What is Spinal Stenosis?

Your spine is constructed of a series of small bones, collectively known as vertebrae. Your vertebrae are strong and flexible but sometimes prone to damage. These bones surround and protect your spinal cord, which acts as the information highway of your nervous system. The spinal cord passes through each bone, through an opening known as the foramina. Spinal stenosis begins when the foramina narrow or close. This, of course, leaves less room for the nerves that pass through the opening. As the opening narrows, the nerves are compressed, which leads to many uncomfortable symptoms.

There are a number of factors that may cause the foramina to shrink. Many stem from some form of inflammation or other abnormality. For example, as we grow older and our vertebral cartilage begins to wear out, the bones are left unprotected and will start to rub together. The resulting inflammation, along with any other abnormal formations, can easily block or reshape the foramina. This is one of the reasons spinal stenosis is most common in adults over 50 years old, unless you have a history of injury or birth defects.

But what are the symptoms of spinal stenosis? If you have pain concentrated in your neck or lower back, this may be reason for concern. These are the most common areas affected by the onset of spinal stenosis. Be on the lookout for signs of numbness or weakness. Because spinal stenosis puts a significant amount of pressure on your spinal cord, your nervous system will likely be affected, and you may notice a sudden decrease in your motor skills.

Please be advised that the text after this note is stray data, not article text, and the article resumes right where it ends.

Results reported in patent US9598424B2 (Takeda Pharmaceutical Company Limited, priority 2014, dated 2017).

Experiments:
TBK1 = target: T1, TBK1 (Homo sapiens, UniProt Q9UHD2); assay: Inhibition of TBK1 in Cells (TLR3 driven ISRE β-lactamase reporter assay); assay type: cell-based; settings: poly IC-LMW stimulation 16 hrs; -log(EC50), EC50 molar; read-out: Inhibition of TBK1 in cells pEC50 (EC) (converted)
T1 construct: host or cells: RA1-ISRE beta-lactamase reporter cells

So, what are your treatment options? There are painkillers and anti-inflammatory medication that will help alleviate some of the pressure on your spinal cord. You could also simply avoid strenuous or otherwise physically taxing activities that cause flair-ups. However, these are only short-term solutions to the problem. Physical therapy and chiropractic care may help slow or stop the foramina from narrowing any further. A combination of the two could potentially even reverse the process and correct your spinal health.

If you’re worried you might have spinal stenosis, make an appointment with a chiropractor. Not only is chiropractic care preventative of future injury and spinal abnormality, but it can be used as a treatment for your current health issues. Wirth Chiropractic would be thrilled to meet with you and get you started on the path to recovery. Call and make an appointment with us today!